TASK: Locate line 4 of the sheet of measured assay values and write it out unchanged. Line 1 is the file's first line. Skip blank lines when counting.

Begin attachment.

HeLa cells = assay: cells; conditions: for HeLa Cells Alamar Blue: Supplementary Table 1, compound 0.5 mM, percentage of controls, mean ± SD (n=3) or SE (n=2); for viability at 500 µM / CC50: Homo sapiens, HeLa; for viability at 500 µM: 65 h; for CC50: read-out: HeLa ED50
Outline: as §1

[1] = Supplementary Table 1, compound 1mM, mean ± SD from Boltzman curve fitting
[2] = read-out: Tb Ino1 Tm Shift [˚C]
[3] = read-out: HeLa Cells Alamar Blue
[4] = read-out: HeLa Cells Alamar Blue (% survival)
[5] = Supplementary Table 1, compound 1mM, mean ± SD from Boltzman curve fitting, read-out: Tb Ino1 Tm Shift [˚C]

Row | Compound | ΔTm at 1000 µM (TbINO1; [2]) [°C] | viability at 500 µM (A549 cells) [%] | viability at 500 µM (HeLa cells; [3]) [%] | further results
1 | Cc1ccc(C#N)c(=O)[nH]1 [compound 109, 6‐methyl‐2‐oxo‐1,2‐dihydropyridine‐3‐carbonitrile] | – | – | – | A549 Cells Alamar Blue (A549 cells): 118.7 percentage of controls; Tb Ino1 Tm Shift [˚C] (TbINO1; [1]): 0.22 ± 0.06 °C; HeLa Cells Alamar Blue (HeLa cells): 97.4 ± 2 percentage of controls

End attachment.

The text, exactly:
[2] = read-out: Tb Ino1 Tm Shift [˚C]